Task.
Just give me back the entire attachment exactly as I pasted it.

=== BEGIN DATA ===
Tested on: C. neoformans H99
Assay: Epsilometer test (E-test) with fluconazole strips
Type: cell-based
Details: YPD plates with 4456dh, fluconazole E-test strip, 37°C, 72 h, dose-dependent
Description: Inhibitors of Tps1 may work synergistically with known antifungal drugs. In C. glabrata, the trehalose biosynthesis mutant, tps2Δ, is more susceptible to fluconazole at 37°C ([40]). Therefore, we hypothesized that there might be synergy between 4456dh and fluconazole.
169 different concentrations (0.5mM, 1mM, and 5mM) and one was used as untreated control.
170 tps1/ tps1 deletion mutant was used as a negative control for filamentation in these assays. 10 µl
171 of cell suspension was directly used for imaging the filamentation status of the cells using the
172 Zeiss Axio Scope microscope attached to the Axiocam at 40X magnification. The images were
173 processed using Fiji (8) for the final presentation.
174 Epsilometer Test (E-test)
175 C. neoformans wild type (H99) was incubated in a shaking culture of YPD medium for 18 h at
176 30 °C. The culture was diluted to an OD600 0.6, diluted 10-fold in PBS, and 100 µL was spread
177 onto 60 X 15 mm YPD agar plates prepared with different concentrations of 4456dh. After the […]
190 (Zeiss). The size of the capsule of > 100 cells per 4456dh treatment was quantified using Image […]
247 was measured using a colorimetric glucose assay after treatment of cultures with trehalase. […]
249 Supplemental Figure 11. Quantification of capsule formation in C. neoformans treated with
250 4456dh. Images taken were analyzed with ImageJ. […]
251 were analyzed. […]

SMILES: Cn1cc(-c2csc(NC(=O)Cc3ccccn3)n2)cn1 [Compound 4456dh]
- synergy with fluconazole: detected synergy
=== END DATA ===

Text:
Tested on: C. neoformans H99
Assay: Epsilometer test (E-test) with fluconazole strips
Type: cell-based
Details: YPD plates with 4456dh, fluconazole E-test strip, 37°C, 72 h, dose-dependent
Description: Inhibitors of Tps1 may work synergistically with known antifungal drugs. In C. glabrata, the trehalose biosynthesis mutant, tps2Δ, is more susceptible to fluconazole at 37°C ([40]). Therefore, we hypothesized that there might be synergy between 4456dh and fluconazole.
169 different concentrations (0.5mM, 1mM, and 5mM) and one was used as untreated control.
170 tps1/ tps1 deletion mutant was used as a negative control for filamentation in these assays. 10 µl
171 of cell suspension was directly used for imaging the filamentation status of the cells using the
172 Zeiss Axio Scope microscope attached to the Axiocam at 40X magnification. The images were
173 processed using Fiji (8) for the final presentation.
174 Epsilometer Test (E-test)
175 C. neoformans wild type (H99) was incubated in a shaking culture of YPD medium for 18 h at
176 30 °C. The culture was diluted to an OD600 0.6, diluted 10-fold in PBS, and 100 µL was spread
177 onto 60 X 15 mm YPD agar plates prepared with different concentrations of 4456dh. After the […]
190 (Zeiss). The size of the capsule of > 100 cells per 4456dh treatment was quantified using Image […]
247 was measured using a colorimetric glucose assay after treatment of cultures with trehalase. […]
249 Supplemental Figure 11. Quantification of capsule formation in C. neoformans treated with
250 4456dh. Images taken were analyzed with ImageJ. […]
251 were analyzed. […]

SMILES: Cn1cc(-c2csc(NC(=O)Cc3ccccn3)n2)cn1 [Compound 4456dh]
- synergy with fluconazole: detected synergy